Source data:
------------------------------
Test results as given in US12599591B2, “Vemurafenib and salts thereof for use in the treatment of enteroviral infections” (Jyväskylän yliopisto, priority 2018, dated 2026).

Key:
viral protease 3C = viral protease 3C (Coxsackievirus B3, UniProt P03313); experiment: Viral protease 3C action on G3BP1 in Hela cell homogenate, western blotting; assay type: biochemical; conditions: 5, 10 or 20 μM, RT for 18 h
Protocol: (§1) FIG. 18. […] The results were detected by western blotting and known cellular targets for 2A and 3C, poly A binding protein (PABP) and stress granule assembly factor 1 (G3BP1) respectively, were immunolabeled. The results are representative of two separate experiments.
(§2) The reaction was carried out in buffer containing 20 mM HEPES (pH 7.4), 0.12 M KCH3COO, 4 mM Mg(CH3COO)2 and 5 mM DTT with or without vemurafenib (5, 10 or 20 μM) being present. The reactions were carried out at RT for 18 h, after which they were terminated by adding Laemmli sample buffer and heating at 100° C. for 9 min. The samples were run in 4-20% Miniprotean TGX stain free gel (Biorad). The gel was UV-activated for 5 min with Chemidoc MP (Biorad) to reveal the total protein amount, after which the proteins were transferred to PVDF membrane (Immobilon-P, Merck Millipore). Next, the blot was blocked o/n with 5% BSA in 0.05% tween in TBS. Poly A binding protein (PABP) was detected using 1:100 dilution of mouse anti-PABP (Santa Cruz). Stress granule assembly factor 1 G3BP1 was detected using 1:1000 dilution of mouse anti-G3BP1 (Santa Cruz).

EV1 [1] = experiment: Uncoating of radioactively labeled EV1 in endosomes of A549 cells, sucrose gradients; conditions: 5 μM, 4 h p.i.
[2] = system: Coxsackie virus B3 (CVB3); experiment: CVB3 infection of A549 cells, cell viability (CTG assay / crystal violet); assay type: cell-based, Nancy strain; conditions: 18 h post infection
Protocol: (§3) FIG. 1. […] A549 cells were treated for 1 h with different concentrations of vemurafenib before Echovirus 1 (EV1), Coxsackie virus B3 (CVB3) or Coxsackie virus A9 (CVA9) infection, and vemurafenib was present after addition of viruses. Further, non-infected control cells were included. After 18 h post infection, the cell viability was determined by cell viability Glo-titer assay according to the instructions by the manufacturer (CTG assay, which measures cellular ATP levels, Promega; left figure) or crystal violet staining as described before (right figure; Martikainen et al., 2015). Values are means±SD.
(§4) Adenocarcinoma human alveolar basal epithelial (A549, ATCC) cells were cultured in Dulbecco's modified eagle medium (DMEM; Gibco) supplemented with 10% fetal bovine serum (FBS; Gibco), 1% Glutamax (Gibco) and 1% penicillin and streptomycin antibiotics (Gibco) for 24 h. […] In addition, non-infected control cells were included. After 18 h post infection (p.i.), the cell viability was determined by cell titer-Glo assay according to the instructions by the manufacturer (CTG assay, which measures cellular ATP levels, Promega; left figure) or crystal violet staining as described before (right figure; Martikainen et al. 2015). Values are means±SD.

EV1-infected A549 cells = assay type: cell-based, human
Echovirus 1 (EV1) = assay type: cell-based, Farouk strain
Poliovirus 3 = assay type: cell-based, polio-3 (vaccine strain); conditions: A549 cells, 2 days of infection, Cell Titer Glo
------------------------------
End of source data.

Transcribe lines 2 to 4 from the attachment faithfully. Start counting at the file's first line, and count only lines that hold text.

Key:
viral protease 3C = viral protease 3C (Coxsackievirus B3, UniProt P03313); experiment: Viral protease 3C action on G3BP1 in Hela cell homogenate, western blotting; assay type: biochemical; conditions: 5, 10 or 20 μM, RT for 18 h
Protocol: (§1) FIG. 18. […] The results were detected by western blotting and known cellular targets for 2A and 3C, poly A binding protein (PABP) and stress granule assembly factor 1 (G3BP1) respectively, were immunolabeled. The results are representative of two separate experiments.